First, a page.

Airbnb has thus far managed to keep most Australian politians firmly onsie, despite the daily horror stories of housing shortages and homelessness.

It has a well-oiled publicity machine that presents what is essentially an online booking agency as if it were a social service. Of course, that caring and sharing model doesn’t extend to the tenants who have been turfed out of their homes so that the landlords can make more money from short-term holiday lets.

It’s highly relevant that an Australian TV doco should choose Scotland as an example of an alternative approach. Tourism is a huge part of the Scottish economy – even more so than it is here in Australia.  Scottish tourism represents 5 per cent of the country’s GDP and supports 7 per cent of the country’s jobs.

In Australia pre-covid tourism was worth only 3.1 percent of our GDP and supported 5.2 per cent of our jobs. It is unlikely to have reached those levels even now.

So why are the Scots planning to go Braveheart on Airbnb and its ilk by introducing a licensing system that could force many operators back into the residential rental market, when Australian states seem to be terrified of doing anything to deter the so-called sharing economy.

Perhaps it’s the fact that availability of rentals in Scotland has, like here, dropped below 1 per cent and rents have soared by as much as 15 per cent. A recent article in The Conversation details how various states and other countries have dealt with STHLs.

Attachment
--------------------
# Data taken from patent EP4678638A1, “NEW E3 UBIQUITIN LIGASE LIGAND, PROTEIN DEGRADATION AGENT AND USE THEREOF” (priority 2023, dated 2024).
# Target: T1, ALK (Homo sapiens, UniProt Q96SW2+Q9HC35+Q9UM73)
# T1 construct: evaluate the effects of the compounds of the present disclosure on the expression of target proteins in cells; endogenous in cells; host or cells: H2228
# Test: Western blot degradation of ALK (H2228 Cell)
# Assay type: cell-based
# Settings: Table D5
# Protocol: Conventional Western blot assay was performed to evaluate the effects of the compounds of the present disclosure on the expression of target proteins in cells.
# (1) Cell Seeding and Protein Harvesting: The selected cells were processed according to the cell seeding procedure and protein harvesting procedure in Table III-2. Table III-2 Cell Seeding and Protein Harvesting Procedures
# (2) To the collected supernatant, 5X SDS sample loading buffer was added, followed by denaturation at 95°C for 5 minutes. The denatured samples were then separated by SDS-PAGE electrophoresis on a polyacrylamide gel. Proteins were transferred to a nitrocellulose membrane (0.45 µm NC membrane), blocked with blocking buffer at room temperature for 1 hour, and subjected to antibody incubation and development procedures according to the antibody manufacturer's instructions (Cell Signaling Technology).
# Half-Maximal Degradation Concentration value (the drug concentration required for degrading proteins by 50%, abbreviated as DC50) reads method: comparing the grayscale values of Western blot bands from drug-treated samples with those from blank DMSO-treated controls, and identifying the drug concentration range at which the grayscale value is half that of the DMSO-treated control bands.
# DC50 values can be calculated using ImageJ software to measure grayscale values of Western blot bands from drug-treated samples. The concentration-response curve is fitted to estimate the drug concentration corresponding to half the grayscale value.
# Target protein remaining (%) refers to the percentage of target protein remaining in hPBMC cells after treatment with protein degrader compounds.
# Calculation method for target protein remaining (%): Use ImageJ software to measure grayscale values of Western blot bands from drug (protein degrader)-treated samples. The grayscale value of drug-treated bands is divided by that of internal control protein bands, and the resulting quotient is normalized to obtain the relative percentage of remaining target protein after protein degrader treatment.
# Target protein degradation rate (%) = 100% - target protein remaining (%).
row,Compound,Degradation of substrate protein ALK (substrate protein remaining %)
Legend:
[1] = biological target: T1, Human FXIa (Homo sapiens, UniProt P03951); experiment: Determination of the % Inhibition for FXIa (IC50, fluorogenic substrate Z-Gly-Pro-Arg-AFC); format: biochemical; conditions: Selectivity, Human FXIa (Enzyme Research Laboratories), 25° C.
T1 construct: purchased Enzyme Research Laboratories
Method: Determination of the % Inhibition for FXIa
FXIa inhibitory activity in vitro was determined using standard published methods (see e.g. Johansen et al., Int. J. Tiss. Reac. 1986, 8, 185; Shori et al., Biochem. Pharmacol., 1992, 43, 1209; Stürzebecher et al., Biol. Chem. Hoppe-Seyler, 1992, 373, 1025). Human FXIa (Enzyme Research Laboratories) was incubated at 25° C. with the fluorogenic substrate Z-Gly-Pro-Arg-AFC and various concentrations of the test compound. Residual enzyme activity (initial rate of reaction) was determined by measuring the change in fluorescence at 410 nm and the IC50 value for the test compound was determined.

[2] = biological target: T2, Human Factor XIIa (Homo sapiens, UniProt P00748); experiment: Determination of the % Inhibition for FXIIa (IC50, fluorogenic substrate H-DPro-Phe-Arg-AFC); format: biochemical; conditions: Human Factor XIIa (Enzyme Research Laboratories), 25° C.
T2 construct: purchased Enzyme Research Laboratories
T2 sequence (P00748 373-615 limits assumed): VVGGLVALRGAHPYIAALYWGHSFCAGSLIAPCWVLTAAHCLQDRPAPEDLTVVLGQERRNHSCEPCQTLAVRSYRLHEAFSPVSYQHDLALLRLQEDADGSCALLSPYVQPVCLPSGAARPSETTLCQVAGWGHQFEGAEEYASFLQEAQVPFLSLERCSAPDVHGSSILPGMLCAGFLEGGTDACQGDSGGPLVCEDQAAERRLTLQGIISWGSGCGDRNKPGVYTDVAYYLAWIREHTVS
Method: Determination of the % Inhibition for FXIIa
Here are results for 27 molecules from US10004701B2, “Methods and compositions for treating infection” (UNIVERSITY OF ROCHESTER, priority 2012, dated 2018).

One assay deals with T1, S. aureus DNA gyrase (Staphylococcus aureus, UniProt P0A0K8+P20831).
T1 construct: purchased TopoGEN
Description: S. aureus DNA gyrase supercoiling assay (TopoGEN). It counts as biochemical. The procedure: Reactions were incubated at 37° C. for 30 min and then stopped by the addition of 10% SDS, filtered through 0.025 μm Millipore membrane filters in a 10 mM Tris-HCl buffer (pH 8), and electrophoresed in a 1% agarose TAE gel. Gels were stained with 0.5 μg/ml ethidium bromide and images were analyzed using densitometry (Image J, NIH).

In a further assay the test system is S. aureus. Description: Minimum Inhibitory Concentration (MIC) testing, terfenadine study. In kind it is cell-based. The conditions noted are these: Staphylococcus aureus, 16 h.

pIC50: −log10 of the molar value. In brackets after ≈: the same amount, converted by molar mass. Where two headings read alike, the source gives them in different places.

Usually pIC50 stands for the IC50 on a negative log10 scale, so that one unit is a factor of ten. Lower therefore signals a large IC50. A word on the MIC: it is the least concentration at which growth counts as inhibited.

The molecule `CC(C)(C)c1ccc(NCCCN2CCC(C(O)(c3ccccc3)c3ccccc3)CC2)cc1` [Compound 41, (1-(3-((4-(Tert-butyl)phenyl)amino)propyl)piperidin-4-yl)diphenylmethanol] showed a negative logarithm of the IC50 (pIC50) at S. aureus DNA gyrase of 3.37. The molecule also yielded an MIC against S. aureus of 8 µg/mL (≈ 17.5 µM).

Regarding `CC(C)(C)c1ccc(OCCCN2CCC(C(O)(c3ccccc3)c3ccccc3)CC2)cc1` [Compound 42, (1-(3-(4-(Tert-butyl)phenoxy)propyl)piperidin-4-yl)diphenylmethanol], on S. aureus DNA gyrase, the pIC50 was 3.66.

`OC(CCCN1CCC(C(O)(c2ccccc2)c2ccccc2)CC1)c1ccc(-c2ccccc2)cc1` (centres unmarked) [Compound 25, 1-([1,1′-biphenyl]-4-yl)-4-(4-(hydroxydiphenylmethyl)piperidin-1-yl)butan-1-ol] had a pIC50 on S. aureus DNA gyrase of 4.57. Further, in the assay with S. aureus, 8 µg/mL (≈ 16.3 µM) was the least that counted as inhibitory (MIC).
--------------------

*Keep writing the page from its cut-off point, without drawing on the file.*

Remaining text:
Dateline should be worth watching tonight (April 4), or streamed on SBS On Demand, if only to make us consider our priorities – unfettered tourism or residential tenants?

This column first appeared in the Australian Financial Review.

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  • #68124
    Jimmy-T
    Keymaster

      An episode of the SBS doco series Dateline is shining the spotlight on what some see as one of the greatest failures of government regulation in Austr
      [See the full post at: SBS doco plots Scots’ plan to curb Airbnb]

      The opinions offered in these Forum posts and replies are not intended to be taken as legal advice. Readers with serious issues should consult experienced strata lawyers.
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    • #68195
      chasingamy
      Flatchatter

        ..and what about those of us who suddenly find themselves living next to them!

        #68210
        Jimmy-T
        Keymaster
        Chat-starter

          ..and what about those of us who suddenly find themselves living next to them!

          Didn’t anybody tell you when you moved into strata that your neighbours’ bank balance is way more important than your peace of mind or the fact that people are sleeping in their cars because they can’t pay rents that compete with Airbnb? Should be on one of those government leaflets, surely.

          The opinions offered in these Forum posts and replies are not intended to be taken as legal advice. Readers with serious issues should consult experienced strata lawyers.